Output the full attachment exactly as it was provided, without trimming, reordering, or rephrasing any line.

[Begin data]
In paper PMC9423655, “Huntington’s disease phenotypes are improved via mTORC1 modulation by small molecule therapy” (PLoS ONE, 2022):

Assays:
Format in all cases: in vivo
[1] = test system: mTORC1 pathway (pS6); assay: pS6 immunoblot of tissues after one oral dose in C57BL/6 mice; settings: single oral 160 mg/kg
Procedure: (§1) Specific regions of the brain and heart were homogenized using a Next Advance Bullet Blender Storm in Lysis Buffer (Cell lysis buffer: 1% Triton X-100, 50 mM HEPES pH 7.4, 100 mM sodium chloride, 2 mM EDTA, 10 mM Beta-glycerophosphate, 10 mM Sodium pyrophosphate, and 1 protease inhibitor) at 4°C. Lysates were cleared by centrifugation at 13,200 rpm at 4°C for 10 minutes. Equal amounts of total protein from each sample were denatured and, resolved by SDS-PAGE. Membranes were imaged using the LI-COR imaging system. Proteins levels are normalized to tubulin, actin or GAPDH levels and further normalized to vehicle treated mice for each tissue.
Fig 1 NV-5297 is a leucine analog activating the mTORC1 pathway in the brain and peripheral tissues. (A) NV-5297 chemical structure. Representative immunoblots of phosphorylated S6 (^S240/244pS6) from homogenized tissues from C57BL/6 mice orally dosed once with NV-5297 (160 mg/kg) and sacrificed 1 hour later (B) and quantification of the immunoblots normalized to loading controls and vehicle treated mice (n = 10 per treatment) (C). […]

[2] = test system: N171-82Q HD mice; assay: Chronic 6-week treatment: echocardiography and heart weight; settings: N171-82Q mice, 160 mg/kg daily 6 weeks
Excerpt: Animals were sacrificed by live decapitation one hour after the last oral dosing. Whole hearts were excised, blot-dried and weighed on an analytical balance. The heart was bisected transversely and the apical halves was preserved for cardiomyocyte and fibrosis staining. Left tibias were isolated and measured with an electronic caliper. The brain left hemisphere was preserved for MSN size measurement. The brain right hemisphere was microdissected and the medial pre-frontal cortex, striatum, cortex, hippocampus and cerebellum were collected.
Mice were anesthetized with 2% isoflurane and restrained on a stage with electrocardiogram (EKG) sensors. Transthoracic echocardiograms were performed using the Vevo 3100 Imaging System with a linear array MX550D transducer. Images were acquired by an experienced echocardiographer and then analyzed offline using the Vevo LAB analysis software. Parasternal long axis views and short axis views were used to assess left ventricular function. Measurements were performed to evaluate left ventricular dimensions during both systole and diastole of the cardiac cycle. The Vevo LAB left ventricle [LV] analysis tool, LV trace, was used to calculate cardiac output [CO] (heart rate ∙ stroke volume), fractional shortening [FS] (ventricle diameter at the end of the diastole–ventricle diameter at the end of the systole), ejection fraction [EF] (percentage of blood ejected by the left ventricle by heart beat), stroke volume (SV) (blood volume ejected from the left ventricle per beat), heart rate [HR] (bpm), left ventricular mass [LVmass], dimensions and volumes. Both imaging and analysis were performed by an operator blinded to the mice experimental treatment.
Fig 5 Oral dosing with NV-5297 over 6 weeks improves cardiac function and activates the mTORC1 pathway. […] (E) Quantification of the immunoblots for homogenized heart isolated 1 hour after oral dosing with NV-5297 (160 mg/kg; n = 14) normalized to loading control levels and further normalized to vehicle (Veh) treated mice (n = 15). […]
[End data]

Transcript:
In paper PMC9423655, “Huntington’s disease phenotypes are improved via mTORC1 modulation by small molecule therapy” (PLoS ONE, 2022):

Assays:
Format in all cases: in vivo
[1] = test system: mTORC1 pathway (pS6); assay: pS6 immunoblot of tissues after one oral dose in C57BL/6 mice; settings: single oral 160 mg/kg
Procedure: (§1) Specific regions of the brain and heart were homogenized using a Next Advance Bullet Blender Storm in Lysis Buffer (Cell lysis buffer: 1% Triton X-100, 50 mM HEPES pH 7.4, 100 mM sodium chloride, 2 mM EDTA, 10 mM Beta-glycerophosphate, 10 mM Sodium pyrophosphate, and 1 protease inhibitor) at 4°C. Lysates were cleared by centrifugation at 13,200 rpm at 4°C for 10 minutes. Equal amounts of total protein from each sample were denatured and, resolved by SDS-PAGE. Membranes were imaged using the LI-COR imaging system. Proteins levels are normalized to tubulin, actin or GAPDH levels and further normalized to vehicle treated mice for each tissue.
Fig 1 NV-5297 is a leucine analog activating the mTORC1 pathway in the brain and peripheral tissues. (A) NV-5297 chemical structure. Representative immunoblots of phosphorylated S6 (^S240/244pS6) from homogenized tissues from C57BL/6 mice orally dosed once with NV-5297 (160 mg/kg) and sacrificed 1 hour later (B) and quantification of the immunoblots normalized to loading controls and vehicle treated mice (n = 10 per treatment) (C). […]

[2] = test system: N171-82Q HD mice; assay: Chronic 6-week treatment: echocardiography and heart weight; settings: N171-82Q mice, 160 mg/kg daily 6 weeks
Excerpt: Animals were sacrificed by live decapitation one hour after the last oral dosing. Whole hearts were excised, blot-dried and weighed on an analytical balance. The heart was bisected transversely and the apical halves was preserved for cardiomyocyte and fibrosis staining. Left tibias were isolated and measured with an electronic caliper. The brain left hemisphere was preserved for MSN size measurement. The brain right hemisphere was microdissected and the medial pre-frontal cortex, striatum, cortex, hippocampus and cerebellum were collected.
Mice were anesthetized with 2% isoflurane and restrained on a stage with electrocardiogram (EKG) sensors. Transthoracic echocardiograms were performed using the Vevo 3100 Imaging System with a linear array MX550D transducer. Images were acquired by an experienced echocardiographer and then analyzed offline using the Vevo LAB analysis software. Parasternal long axis views and short axis views were used to assess left ventricular function. Measurements were performed to evaluate left ventricular dimensions during both systole and diastole of the cardiac cycle. The Vevo LAB left ventricle [LV] analysis tool, LV trace, was used to calculate cardiac output [CO] (heart rate ∙ stroke volume), fractional shortening [FS] (ventricle diameter at the end of the diastole–ventricle diameter at the end of the systole), ejection fraction [EF] (percentage of blood ejected by the left ventricle by heart beat), stroke volume (SV) (blood volume ejected from the left ventricle per beat), heart rate [HR] (bpm), left ventricular mass [LVmass], dimensions and volumes. Both imaging and analysis were performed by an operator blinded to the mice experimental treatment.
Fig 5 Oral dosing with NV-5297 over 6 weeks improves cardiac function and activates the mTORC1 pathway. […] (E) Quantification of the immunoblots for homogenized heart isolated 1 hour after oral dosing with NV-5297 (160 mg/kg; n = 14) normalized to loading control levels and further normalized to vehicle (Veh) treated mice (n = 15). […]